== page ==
The population represented in the ISCHEMIA trial for stable ischemic heart disease (SIHD) – which commonly informs contemporary decision-making – does not appear to reflect the majority of patients encountered by U.S. coronary interventionalists today, according to a large, new registry study.
The findings from 388,212 patients in the National Cardiovascular Data Registry (NCDR) CathPCI Registry who underwent percutaneous coronary intervention (PCI) for SIHD were presented in a late-breaking presentation on Thursday at the Society for Cardiovascular Angiography and Interventions (SCAI) 2021 Virtual Scientific Sessions.
ISCHEMIA is “one of the most important studies in interventional cardiology over the last decade,” informing physician decisions for many patients, the current study’s senior author, Jay Giri, MD, MPH, of Penn Medicine said in an accompanying press statement.
The trial – presented in 2019 – found that PCI did not decrease the risk of major adverse ischemic events compared with optimal medical therapy among stable patients with moderate ischemia over a follow-up period of 3.3 years, calling the practice of coronary intervention and revascularization into question, the press statement noted.
ISCHEMIA did show improvement of angina symptoms with revascularization, but “overall the mortality and heart endpoints were not superior,” according to the lead author on the current study, Saurav Chatterjee, MD, Northshore and Long Island Jewish Hospitals of the Northwell Health System, during the SCAI presentation.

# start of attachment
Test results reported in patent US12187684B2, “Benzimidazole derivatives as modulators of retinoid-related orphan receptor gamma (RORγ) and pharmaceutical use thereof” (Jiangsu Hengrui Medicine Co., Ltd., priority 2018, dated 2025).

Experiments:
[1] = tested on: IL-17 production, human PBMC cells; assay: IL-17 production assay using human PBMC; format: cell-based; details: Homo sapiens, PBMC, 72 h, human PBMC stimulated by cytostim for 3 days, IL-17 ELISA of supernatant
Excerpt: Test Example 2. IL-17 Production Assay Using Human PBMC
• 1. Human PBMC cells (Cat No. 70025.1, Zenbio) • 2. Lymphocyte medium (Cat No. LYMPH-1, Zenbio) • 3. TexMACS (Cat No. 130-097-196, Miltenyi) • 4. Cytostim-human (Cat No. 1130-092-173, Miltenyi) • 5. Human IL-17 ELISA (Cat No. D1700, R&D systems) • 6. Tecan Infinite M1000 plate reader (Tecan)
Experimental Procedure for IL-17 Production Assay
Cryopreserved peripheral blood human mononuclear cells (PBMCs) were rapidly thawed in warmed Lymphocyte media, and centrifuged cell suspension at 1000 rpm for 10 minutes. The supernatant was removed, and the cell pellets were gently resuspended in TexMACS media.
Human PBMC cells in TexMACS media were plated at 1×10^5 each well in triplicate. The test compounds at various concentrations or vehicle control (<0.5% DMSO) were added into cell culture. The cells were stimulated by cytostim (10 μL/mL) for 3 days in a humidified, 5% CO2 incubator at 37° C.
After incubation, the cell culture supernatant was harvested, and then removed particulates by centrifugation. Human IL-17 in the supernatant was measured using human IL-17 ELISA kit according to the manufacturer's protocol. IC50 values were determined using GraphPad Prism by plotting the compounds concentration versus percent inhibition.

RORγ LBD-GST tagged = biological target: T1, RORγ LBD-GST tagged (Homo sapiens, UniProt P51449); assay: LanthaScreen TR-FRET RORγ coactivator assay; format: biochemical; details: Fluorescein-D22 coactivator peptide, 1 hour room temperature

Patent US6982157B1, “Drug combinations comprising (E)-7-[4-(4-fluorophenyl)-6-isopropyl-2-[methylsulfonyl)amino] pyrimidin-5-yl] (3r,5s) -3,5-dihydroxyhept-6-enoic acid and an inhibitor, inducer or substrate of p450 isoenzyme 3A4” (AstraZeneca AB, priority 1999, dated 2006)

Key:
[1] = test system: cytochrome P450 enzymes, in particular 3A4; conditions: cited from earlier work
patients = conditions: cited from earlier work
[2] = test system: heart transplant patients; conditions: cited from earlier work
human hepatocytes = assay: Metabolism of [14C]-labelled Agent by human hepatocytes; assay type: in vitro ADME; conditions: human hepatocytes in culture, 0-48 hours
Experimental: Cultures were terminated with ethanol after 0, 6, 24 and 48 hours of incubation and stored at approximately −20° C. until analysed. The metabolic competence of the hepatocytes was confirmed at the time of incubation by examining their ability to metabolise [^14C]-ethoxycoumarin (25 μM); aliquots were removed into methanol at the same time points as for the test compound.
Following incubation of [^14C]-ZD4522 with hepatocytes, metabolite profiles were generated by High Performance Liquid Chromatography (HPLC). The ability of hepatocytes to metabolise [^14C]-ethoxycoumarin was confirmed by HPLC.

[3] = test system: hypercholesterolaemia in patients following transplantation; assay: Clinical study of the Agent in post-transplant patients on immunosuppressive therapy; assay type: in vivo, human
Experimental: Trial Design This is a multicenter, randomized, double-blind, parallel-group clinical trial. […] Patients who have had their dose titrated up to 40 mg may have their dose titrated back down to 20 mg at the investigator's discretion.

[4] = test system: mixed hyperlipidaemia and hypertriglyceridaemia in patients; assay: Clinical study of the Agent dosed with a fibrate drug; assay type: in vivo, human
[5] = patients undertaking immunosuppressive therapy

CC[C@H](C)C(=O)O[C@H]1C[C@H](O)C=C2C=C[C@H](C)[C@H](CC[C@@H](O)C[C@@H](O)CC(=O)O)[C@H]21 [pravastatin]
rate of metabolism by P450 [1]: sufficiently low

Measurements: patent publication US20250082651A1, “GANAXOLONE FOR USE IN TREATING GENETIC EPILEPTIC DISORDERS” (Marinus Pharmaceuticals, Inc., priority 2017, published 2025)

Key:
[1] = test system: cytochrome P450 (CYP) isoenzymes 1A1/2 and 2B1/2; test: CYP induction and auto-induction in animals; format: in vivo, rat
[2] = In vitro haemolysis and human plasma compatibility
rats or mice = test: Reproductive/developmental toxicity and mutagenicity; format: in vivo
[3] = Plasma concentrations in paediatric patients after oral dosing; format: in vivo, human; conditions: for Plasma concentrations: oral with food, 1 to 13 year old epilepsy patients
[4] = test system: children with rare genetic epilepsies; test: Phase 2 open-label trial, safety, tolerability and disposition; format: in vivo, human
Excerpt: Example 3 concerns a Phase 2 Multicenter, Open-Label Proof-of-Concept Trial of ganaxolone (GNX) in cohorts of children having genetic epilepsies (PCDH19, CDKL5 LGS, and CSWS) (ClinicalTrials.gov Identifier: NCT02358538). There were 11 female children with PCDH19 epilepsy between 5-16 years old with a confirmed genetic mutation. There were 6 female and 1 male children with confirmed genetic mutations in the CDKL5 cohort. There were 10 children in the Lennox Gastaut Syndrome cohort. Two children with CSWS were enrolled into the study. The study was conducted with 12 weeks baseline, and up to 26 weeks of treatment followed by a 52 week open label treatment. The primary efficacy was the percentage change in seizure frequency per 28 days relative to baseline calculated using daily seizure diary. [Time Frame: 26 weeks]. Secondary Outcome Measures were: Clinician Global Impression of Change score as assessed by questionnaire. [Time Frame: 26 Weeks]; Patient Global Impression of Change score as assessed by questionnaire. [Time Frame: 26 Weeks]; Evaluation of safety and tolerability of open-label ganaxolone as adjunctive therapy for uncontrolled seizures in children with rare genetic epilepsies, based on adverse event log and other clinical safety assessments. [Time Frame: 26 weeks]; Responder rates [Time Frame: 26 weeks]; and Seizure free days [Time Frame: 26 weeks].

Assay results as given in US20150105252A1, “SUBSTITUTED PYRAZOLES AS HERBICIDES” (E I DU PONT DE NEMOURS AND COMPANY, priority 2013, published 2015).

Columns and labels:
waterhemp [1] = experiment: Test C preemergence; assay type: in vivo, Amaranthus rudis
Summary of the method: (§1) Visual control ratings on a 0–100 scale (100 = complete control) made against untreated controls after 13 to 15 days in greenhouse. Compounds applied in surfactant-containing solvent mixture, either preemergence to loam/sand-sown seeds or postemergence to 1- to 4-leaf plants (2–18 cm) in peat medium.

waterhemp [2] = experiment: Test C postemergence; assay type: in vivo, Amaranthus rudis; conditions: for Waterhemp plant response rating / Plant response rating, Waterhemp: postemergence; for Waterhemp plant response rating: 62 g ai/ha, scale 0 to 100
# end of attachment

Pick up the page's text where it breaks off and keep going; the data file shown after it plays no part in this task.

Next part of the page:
However, the proportion of patients undergoing PCI for SIHD in current U.S. interventional practice who meet ISCHEMIA inclusion criteria was unknown.
The current study, therefore, set out to run cross-sectional analyses of the NCDR CathPCI Registry between October 2017 and June 2019, including 388,212 patients undergoing PCI for SIHD in routine clinical practice across 1,662 hospitals. They comprised 42.9% of all patients undergoing PCI during the study period.
The researchers then identified the patients within the cohort who met ISCHEMIA trial inclusion criteria, which included having SIHD, moderate to severe ischemia on functional testing and lack of high-risk anatomic or clinical features including left ventricular systolic dysfunction, end-stage renal disease and left main coronary artery disease.
They found that 125,302 patients met the criteria (32.3%; 13.5% of all patients undergoing PCI). At the median hospital, 32.1% (interquartile range: 23.5% to 40.6%) of SIHD patients met the criteria.
The data also show the potential for at least short-term improvement in outcomes for those meeting the criteria of the ISCHEMIA trial population, Chatterjee added during his presentation.
The ISCHEMIA-like cohort had the lowest in-hospital mortality rate at 0.1% (p < 0.01), but had comparable in-hospital bleeding rates (0.6%) and acute kidney injury requiring hemodialysis (0.04%) with other SIHD cohorts.
Of the SIHD patients who did not meet ISCHEMIA criteria, 71,852 (18.5%) had SIHD with high-risk features, of whom 35.2% had left main disease, 43.7% left ventricular systolic dysfunction and 16.8% end-stage renal disease.
SIHD with negative or low-risk functional testing was identified in 67,159 (17.3%), while 123,899 (31.9%) either had no stress testing or did not have ischemic burden reported. These patients also represented “possibly a higher risk profile population,” Chatterjee explained during a press conference, with significant percentages of comorbidities such as previous myocardial infarctions.
The researchers are still running analyses “on better classifying this unclassifiable population,” he said, “but our impression is that this most likely represents an opportunity to document and select patients more optimally”.
As a whole, the current study population “does not appear representative of the broad range of patients that modern U.S. coronary interventionists encounter,” Giri concluded.